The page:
“Often dismissed by pious Muslims as mere folklore, or falsely condemned as foreign influence, or even blankly denied even in the face of overwhelming evidence, the traces of Zarathustra’s teachings refuse to fade away. In spite of everything, Zarathustra lives.”
“In Search of Zarathustra: The First Prophet and the Ideas That Changed the World” by Paul Kriwaczek
While I really wish I could say that my first exposure to the ancient prophet Zarathustra came in the form of Friedrich Nietzsche’s epic ode to the Superman, Also Sprach Zarathustra, I, alas, cannot claim such a thing. My first exposure to the prophet and his religion of Zoroasterism came from this book, Paul Kriwaczek’s traveling exploration In Search of Zarathustra, several years ago in college when I read it for one of my Middle Eastern history classes. I remembered being quite enamored with the book back then, a bright light of interesting writing in a class where most of the material seemed insufferably dry and boring, so I thought it would be a treat to peer into this ancient quest once more for a second reading.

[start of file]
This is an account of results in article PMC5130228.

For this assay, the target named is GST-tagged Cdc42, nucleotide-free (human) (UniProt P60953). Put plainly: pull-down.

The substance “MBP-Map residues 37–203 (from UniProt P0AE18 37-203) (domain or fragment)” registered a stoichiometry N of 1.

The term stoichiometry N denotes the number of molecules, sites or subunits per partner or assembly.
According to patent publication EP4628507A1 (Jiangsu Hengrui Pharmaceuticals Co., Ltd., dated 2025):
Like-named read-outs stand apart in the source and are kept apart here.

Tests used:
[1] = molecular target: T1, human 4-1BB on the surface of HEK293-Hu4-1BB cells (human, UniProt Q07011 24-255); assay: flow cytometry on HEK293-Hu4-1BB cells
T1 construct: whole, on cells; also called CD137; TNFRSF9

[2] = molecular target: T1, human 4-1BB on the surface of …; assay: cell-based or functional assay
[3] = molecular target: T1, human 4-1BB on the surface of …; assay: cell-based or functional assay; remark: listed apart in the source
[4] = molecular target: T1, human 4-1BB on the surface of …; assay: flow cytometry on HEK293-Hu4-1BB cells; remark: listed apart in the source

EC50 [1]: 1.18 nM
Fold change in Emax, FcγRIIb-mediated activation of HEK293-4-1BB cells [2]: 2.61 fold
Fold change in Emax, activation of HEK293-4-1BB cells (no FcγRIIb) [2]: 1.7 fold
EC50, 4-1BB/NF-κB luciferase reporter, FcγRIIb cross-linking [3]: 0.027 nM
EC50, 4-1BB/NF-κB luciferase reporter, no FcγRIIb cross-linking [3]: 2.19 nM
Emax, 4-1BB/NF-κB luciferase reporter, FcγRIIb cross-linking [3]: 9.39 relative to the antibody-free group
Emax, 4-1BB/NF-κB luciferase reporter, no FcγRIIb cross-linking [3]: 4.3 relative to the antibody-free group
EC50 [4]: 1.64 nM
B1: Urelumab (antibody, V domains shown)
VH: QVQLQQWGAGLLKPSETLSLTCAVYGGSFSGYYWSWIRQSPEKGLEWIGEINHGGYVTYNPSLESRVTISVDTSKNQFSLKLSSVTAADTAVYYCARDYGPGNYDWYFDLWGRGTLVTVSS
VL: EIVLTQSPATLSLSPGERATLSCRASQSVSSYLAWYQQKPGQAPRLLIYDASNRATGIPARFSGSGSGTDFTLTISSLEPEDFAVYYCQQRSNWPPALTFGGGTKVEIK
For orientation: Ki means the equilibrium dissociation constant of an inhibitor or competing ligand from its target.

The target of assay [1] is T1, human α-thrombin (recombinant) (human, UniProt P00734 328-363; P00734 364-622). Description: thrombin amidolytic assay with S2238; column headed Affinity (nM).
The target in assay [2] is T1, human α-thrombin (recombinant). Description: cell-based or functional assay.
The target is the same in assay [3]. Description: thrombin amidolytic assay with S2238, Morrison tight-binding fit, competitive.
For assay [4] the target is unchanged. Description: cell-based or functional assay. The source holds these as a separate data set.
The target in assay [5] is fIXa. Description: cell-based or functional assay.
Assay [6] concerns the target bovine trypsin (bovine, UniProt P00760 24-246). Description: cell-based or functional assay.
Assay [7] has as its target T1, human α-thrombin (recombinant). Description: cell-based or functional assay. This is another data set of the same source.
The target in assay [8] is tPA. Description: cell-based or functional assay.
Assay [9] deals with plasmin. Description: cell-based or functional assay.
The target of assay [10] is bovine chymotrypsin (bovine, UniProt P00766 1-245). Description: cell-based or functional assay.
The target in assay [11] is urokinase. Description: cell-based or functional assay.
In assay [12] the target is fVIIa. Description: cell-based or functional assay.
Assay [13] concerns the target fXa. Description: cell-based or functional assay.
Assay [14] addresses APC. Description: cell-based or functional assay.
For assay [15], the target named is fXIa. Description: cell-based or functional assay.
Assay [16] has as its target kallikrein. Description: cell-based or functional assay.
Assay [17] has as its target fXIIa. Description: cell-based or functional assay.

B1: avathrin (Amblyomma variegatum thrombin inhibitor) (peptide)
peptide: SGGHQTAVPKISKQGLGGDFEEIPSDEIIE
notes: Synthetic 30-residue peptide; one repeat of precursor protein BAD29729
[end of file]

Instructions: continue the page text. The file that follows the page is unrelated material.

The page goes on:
Over the years, it seems that this Zarathustra has lost a bit of its charm for me, though it was definitely interesting reading my previous self’s notes in the margins in preparation for a book report. Starting with the influences found in the present day and working his way backwards, Paul Kriwaczek’s book reads like a travel memoir of sorts, taking us with him on a journey as he explores the origin of Zoroaster and considers how such an ancient man still influences our world today, whether by obvious or much more subtle things. There’s a certain wonder in this journey, especially as he visits far-away villages that practice old traditions, modified and altered through the years to make the transition into modernity. Kriwaczek’s tone is also very tongue-in-cheek, very casual, as if he was telling you these stories over a casual meal at his house. At times, it’s also a little too casual and some of his off-hand comments can be a little shocking or amusing, and, at times, I’m wanting much more about his explorations than before, as if the shiny newness of it has worn off, and it’s time to want to delve deeper.
The thing I love about this book, though, is that it takes one aspect of history (Zarathustra) and explores it through multiple eras. As a history nerd who can never decide on a favorite era, there’s a little bit of everything, from Nietzsche’s inspiration to British colonialism to the pre-Muslin Middle East and the eras of Alexander and Darius. I remember being truly inspired by Kriwaczek’s journey the first time I read it, and, while it seemed a little less magical the second time around, it’s still a fascinating slice of information that puts an interesting cast on things we know in a different way, with Zoroaster’s light shining on it from afar.
Books read: 022/100.